BULLETIN Bishop Tom received Doctor of Sacred Theology degree http://michaeljmorrisreports.blogspot.ca/2015/04/bishop-tom-corston-awarded-doctorate-of.html

Monday, April 6, 2015

Finishing the Story of Easter

By Rev. Yme Woensdregt

For many of us, Easter is a time of chocolates and bunnies, a time to welcome the returning warmth of spring. We feel the warmth of the sun on our skin and our thoughts turn naturally to spring projects. We put away most—but not quite all—of our winter clothing, and we watch with pleasure as the green buds on the trees turn to leaves and flowers begin to spring once again from the earth after its long winter nap.
For some of us, it’s a time to celebrate the resurrection of Jesus in church. We sing our alleluias and rejoice that “Christ the Lord is ris’n today.” Easter is a day for joy and celebration and thanksgiving for the renewal of life.
But it was not always so.
It strikes me this year in a new way that the first Easter was marked more by fear and confusion and pain than by joy and celebration. All four gospels in the Bible tell stories about a group of disciples who can’t make sense of what is happening.
There are some common threads in the stories: some of the women who had followed Jesus come to the tomb early Sunday morning after the Sabbath had ended. They discover that the stone sealing the entrance of the tomb has been rolled away and the tomb is empty. They don’t find the body of their friend and teacher. In each story, an angel announces that Jesus has risen.
Beyond those common threads, the stories differ in marked ways.
The last gospel to be written was John. It comes from around 95–105, about 65 years after Jesus’ crucifixion and resurrection. John tells a touching story about Mary’s pain. She weeps outside the tomb, wandering in a daze of confusion. When the risen Jesus stands near her, she doesn’t recognize him—until he calls her by name. Then she runs back to tell the others, “I have seen the Lord.”
Luke and Matthew were written about a decade earlier. In Luke’s story, the angel reminds the women that Jesus had told them he would rise again. “They remembered his words,” ran back and “told all this to the eleven and to all the rest.” The apostles didn’t believe them; “these words seemed to them an idle tale.” You can’t believe the women, after all.
Luke continues with a story of a couple of disciples (probably a husband and wife) who travel home to Emmaus the same day, only to encounter the risen Jesus when he breaks bread with them after they’ve reached home.
Matthew tells a story about an earthquake, which explains how the stone had rolled away from the mouth of the tomb. He mentions that Pilate had posted a guard—a story which was likely told to counter later rumours that the disciples had stolen the body and spread a lie that Jesus had been raised.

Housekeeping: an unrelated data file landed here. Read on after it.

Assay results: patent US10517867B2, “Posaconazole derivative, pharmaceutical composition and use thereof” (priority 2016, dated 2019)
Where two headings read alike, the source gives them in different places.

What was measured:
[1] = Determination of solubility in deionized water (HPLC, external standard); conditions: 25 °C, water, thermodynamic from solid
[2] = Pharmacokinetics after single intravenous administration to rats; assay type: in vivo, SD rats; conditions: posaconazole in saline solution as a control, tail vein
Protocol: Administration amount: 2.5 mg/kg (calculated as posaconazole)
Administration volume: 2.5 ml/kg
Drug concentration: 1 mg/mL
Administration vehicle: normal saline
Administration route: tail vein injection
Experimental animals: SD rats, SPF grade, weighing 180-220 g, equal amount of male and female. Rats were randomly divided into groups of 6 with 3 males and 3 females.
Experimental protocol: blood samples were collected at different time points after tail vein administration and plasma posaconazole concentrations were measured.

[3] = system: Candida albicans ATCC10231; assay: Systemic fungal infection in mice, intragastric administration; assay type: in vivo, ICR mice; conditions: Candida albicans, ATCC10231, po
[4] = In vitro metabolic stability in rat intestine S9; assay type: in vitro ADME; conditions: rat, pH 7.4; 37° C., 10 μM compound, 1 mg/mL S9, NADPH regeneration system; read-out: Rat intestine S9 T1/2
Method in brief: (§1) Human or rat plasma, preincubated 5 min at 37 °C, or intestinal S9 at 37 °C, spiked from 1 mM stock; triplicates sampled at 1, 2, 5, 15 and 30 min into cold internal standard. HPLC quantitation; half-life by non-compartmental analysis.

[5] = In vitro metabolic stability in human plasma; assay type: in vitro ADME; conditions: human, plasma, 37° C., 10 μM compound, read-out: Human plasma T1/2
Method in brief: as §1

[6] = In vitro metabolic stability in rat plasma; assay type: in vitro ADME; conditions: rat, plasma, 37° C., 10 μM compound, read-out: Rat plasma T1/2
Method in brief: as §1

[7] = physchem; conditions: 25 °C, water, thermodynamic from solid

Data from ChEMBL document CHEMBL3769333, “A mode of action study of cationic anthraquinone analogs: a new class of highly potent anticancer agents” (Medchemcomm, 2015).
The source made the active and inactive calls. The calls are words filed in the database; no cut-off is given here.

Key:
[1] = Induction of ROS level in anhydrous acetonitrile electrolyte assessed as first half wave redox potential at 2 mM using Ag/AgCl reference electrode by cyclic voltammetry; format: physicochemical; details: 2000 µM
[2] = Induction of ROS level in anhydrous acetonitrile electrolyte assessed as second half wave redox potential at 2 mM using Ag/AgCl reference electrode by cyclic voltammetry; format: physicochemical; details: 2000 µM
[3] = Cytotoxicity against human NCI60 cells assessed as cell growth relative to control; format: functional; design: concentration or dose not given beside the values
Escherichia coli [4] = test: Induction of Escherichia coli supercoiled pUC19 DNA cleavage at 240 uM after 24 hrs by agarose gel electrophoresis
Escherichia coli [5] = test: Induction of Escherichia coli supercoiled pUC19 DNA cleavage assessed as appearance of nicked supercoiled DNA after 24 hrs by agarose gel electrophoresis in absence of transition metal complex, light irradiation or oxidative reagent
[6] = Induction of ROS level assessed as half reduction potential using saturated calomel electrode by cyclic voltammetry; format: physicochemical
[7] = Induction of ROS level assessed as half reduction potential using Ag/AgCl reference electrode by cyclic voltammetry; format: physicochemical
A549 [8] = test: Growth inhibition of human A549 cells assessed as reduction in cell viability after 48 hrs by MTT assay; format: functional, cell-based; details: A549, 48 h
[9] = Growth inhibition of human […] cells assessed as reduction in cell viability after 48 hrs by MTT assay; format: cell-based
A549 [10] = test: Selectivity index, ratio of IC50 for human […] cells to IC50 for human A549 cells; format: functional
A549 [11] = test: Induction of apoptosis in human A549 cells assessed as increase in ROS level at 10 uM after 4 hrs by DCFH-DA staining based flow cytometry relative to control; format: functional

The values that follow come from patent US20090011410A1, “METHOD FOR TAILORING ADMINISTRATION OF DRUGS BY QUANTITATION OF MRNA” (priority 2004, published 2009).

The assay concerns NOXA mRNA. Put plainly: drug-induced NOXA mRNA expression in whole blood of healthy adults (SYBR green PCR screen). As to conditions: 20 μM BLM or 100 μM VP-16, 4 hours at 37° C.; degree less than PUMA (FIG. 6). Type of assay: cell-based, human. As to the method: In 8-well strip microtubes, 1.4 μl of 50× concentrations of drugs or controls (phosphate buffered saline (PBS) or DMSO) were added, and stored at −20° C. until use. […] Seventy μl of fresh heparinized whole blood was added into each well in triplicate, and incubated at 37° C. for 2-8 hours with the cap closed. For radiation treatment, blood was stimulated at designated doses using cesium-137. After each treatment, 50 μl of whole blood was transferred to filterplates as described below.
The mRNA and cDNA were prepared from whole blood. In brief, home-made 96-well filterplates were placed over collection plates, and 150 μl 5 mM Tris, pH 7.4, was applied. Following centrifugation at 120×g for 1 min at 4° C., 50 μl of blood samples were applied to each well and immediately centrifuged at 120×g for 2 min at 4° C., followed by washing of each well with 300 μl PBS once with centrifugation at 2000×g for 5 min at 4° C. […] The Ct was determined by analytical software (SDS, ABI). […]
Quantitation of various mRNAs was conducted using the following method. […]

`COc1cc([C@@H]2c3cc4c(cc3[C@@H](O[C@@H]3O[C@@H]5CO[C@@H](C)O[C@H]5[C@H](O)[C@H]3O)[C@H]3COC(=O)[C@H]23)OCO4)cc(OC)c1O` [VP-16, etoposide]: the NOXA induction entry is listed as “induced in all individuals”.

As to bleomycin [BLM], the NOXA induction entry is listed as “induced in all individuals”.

I want to focus on Mark’s story. Mark was almost certainly the earliest gospel, written sometime around the year 70.
Mark’s gospel ends very strangely. The women come to the tomb and find it empty. They see “young man dressed in a white robe” who tells them that Jesus has risen. “Hh is going before you to Galilee; there you will see him, as he told you.”
You would think the story would end with the women returning to the disciples to tell this this news. But it doesn’t. The story ends this way: “And they went out and fled from the tomb; for trembling and astonishment had come upon them; and they said nothing to any one, for they were afraid.”
Full stop.
Later copyists thought this was a very strange way to end the story. They might have thought that the ending was lost, or damaged in some way. At least a couple of scribes added their own endings, in which Jesus appeared to the disciples. Modern Bibles include these as a “shorter ending” and a “longer ending.” These endings, however, only appear in very late manuscripts. The earliest manuscripts end with the women being silent and fearful.
I suspect that Mark knew exactly what he was doing, and that he ends the gospel this way deliberately. At the very beginning of his gospel, Mark tells us that his story is “The beginning of the gospel of Jesus Christ.” This whole story is the beginning of the good news. Mark’s open–ended conclusion invites us into the story.
The resurrection of Jesus isn’t a conclusion. It’s an invitation. We are invited to continue the story of what God is doing in the world. The story which Mark begins continues in us, in all the generations who have come after him, in all those people who have been inspired to continue the story of God’s healing love.
The story of Easter life continues in us as we reach out in love and compassion to the world. I wish for you a happy Easter, and many opportunities to be loving and compassionate people.

Rev Dr Yme Woensdregt is the Incumbent at Christ Church (Anglican) in Cranbrook BC

Michael J Morris

Michael J Morris
MJ with Buckwheat (1989-2009) Photo by Leo Ouimet


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Following the American Dream from Chapleau. CLICK ON IMAGE